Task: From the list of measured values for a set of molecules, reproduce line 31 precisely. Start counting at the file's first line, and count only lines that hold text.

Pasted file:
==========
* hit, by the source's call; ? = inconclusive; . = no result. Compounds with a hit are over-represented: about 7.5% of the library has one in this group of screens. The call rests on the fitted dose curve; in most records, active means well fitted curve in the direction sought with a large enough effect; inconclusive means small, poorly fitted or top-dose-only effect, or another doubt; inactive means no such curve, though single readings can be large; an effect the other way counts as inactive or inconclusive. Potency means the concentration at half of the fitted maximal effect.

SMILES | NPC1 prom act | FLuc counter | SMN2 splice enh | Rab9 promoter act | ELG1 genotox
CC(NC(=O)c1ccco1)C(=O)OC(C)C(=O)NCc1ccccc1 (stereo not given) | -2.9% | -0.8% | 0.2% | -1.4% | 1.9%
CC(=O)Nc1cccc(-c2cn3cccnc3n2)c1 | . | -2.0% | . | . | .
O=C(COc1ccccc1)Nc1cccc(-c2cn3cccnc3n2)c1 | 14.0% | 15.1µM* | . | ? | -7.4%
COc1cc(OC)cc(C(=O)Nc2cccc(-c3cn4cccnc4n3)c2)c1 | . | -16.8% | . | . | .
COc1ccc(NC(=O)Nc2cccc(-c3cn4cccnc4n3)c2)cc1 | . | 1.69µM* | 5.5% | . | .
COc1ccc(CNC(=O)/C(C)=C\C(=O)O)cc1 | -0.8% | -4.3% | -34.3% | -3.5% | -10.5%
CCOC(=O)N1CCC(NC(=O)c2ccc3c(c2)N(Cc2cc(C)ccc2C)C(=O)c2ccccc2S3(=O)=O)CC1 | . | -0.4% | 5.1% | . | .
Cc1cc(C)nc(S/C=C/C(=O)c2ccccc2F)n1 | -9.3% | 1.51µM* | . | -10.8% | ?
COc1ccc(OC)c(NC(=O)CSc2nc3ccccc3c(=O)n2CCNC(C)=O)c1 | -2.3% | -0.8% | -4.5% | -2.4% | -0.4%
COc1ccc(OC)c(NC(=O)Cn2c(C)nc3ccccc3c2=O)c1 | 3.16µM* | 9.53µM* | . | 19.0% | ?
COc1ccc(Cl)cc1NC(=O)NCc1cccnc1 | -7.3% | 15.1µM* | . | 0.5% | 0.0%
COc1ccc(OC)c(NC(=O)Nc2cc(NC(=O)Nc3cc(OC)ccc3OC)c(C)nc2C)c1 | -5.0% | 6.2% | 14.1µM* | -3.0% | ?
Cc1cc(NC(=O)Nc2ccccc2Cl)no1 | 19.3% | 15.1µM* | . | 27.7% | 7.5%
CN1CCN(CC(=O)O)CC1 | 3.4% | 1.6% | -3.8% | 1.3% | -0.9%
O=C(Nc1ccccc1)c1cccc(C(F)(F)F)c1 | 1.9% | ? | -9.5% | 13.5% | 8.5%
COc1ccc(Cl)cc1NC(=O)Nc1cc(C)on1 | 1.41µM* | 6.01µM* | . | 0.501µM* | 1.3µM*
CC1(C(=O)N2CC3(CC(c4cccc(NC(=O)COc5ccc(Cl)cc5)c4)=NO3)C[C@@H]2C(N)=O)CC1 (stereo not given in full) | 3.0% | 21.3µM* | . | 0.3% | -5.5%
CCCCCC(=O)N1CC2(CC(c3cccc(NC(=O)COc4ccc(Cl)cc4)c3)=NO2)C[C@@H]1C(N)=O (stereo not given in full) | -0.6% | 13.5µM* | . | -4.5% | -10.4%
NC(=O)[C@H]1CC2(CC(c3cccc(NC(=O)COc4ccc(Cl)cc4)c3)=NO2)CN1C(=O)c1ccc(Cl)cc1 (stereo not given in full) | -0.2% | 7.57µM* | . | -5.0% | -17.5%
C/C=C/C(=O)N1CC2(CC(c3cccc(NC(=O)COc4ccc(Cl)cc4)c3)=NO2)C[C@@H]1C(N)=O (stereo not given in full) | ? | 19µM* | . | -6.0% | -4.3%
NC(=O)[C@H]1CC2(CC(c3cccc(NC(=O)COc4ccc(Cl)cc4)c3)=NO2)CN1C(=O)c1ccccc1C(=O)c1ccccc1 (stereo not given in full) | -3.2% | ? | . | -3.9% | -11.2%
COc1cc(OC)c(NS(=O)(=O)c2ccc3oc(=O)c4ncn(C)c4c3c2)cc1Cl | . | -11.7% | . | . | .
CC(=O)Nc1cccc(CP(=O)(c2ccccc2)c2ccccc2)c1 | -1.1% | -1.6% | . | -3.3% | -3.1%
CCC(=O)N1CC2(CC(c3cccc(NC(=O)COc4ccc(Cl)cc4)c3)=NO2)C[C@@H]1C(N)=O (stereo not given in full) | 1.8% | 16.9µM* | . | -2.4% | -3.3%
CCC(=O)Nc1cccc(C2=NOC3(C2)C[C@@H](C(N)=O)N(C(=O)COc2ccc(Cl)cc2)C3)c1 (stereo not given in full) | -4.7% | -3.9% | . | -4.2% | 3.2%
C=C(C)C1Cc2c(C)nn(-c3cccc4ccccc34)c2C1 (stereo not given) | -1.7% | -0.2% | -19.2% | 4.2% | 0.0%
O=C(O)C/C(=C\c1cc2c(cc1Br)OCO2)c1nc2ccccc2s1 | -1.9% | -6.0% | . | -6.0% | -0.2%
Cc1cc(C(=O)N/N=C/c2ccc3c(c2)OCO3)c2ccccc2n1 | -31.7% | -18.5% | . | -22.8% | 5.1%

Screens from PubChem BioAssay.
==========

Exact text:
Screens from PubChem BioAssay.